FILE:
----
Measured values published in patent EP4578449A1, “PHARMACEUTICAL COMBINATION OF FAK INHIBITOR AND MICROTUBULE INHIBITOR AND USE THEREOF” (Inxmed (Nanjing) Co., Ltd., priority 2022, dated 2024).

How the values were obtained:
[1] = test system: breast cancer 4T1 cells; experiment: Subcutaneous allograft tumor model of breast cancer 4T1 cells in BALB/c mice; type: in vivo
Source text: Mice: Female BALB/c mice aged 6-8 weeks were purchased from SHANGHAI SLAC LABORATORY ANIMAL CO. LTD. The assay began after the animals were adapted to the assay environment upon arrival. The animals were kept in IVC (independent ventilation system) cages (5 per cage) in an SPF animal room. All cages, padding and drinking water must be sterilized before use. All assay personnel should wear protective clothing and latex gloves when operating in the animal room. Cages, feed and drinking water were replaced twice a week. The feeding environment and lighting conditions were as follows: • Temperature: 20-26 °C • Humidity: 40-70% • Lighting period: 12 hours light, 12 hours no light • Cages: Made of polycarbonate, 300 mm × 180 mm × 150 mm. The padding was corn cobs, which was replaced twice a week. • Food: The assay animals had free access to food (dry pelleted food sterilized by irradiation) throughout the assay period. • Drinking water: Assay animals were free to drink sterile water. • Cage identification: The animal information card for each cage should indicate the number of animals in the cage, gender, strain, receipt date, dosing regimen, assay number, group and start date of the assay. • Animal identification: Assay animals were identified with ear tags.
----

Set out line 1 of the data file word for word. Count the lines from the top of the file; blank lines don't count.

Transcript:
Measured values published in patent EP4578449A1, “PHARMACEUTICAL COMBINATION OF FAK INHIBITOR AND MICROTUBULE INHIBITOR AND USE THEREOF” (Inxmed (Nanjing) Co., Ltd., priority 2022, dated 2024).